The country includes two dioceses, that of Santiago – the oldest in modern Africa – and that of Mindelo, which serves a population of 535,000 inhabitants, 90% of whom are Christians. Among its many congregations, that of the Daughters of the Holy Heart of Mary (DHHM), in addition to being the oldest Indigenous congregation, is, by far, the one with the greatest number of this country’s communities, with nine.

In addition to helping me appreciate the breathtaking beauty of Santiago Island, my visit with Sister Romualda gave me the opportunity to meet nearly all of the forty sisters who are part of six communities surrounding them on the island: Calcheta (2), Praia – the capital –, Santiago, Somada and Tarrafal . Aspirants, postulants and novices who will ensure the future of the congregation are added to these Sisters, all Cape Verdeans.

During our trip, Sister Romualda shared with me the worries she has for each one of them, while never losing sight of the gratitude she feels towards those who came before her: “I arrived as an aspirant in the Calecheta community in 1976, the first one founded by the DHHM in Cape Verde and was welcomed by Sister Regina, a pioneer who gave us everything. “

This visionary Sister knows that, to bear fruit, it is essential to feed its roots, but also the hope of a better world by giving our heart and soul. Keen on preserving the exemplary unity reigning among her communities, it is with the same enthusiasm that she told me about one and the other. And, while there are many urgent projects to complete, when the time came to favour one, she chose Terrafal, a small town located at the edge of the sea.

The Consequences

A few years ago, the DHHM were planning the construction of a building which would include a social centre and a residence for the Sisters. This centre, whose vocation is to provide daycare for children and to teach women various manual activities and also to get them out of an environment of domestic violence is partially in operation today.
However, while the community has the land, the project to build a residence could not be realized. Thus, the Sisters must live in the centre which is their place of work. This situation becomes problematic for several reasons, some being fundamental, since life in community isn’t lived according to the rules of the constitution by which they are governed.

“As busy as we are with professional or apostolic work that our founder advocated, we preserve, at all costs, strong times of prayer, testament to our strength, vitality and apostolic effectiveness.” This life of prayer is the source from which they draw their apostolic dynamism.
However, by permanently staying at their work location, not only do the Sisters not gain perspective regarding their daily apostolate, but they also do not have a vantage point to experience together the essence of their spirituality. Furthermore, the locales that serve as bedrooms are on the second floor. This represents a major inconvenience for the aging Sisters whose physical health is declining.

 

They must also adapt to a temporary chapel, since it is located in a small room that was supposed to serve as a space for one of the activities related to the center’s vocation. This situation is surely not conducive to quality contemplation.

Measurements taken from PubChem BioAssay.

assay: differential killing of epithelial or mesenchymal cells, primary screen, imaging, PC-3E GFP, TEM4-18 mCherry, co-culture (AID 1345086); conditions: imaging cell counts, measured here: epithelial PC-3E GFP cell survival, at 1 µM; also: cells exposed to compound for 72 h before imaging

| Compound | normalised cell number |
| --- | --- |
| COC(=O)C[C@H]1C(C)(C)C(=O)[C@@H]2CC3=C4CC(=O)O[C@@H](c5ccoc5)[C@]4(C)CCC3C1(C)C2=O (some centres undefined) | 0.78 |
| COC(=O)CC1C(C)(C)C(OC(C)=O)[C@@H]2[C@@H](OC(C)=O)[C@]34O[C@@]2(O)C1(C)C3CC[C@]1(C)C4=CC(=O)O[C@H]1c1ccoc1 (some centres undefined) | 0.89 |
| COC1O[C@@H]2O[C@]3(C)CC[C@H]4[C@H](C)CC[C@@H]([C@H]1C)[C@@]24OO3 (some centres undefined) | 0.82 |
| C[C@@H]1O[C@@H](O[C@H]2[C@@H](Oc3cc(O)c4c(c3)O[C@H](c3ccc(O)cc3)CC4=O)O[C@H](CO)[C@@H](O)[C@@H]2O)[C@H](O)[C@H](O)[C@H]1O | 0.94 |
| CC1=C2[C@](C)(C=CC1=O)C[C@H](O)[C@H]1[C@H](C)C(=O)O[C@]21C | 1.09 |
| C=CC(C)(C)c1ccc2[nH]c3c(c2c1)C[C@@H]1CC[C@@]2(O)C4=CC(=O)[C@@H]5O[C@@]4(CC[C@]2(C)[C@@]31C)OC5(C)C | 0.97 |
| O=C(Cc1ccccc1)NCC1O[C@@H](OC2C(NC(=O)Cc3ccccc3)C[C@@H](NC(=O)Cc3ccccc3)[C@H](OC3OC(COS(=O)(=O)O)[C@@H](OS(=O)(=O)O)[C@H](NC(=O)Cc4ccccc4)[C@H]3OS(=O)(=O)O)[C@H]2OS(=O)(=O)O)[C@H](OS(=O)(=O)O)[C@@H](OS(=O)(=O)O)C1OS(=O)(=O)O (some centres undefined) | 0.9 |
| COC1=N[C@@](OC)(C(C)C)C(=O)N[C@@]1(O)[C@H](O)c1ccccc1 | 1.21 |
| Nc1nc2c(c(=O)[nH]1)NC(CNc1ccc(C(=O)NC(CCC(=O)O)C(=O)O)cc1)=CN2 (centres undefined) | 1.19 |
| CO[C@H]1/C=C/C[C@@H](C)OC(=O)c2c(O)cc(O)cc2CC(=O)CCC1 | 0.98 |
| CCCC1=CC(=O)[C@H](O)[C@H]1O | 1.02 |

Lastly, what can we make of the consequences experienced by the people targeted by the project? The rooms used by the Sisters take away from the space for the activities planned for the women. For example, these spaces should instead serve as sewing rooms or spaces for other manual work, or transition places when they are victims of domestic violence. This means that women, deprived of such a space, are currently living in a precarious situation, both physically and psychologically. Consequently, they are prevented from engaging in a wellness process.

In spite of difficulties, the Sisters continue to move ahead with their formidable task. They are the motor for so many changes happening for women who otherwise would feel totally lacking and unprotected. The Sisters of Tarrafal’s courage is anchored in putting into action the values of the Gospel. Thanks be to God!

ACN Project of the Week – Seminarians need help in Romania

15.05.2019 in ACN, ACN BENEFACTORS, ACN PROJECTS, International Catholic Charity Aid to the Church in Need, Journey with ACN, Romania, SEMINARIANS

ACN Project of the Week in Romania

Seminarians are in need of us

The Greek-Catholic diocese of Oradea continues to rejoice at the high number of new priestly vocations. One of the most important contributing factors is the intensive family apostolate in the diocese. It has often been observed that families who play an active part in Church life, who truly live their faith, can provide very fertile soil for future priestly and religious vocations.

 

In 2017, the seminary in Oradea celebrated its 225th anniversary. In the 20th century, however, this long history was brutally interrupted by the communist persecution of the Church. And, it was not until after political changes were made, that young men were again able enter the seminary. A new beginning was far from easy – above all from an economic point of view.

ACN has been helping the reconstituted seminary in Oradea since 1993. And it still urgently needs our help because the immense poverty in this diocese.

Father Anton Cioba, the rector of the seminary, wrote to us. “Without help from abroad, we could not fulfill our mission. We continue to depend on your support and we thank you with all our hearts for the help you have already given us in the past. In doing so you are helping us to experience the universality of the Catholic Church. May God bless you and all our kind benefactors.”

 


We are helping the seminary once again with the training of its 54 seminarians with total of $48,600.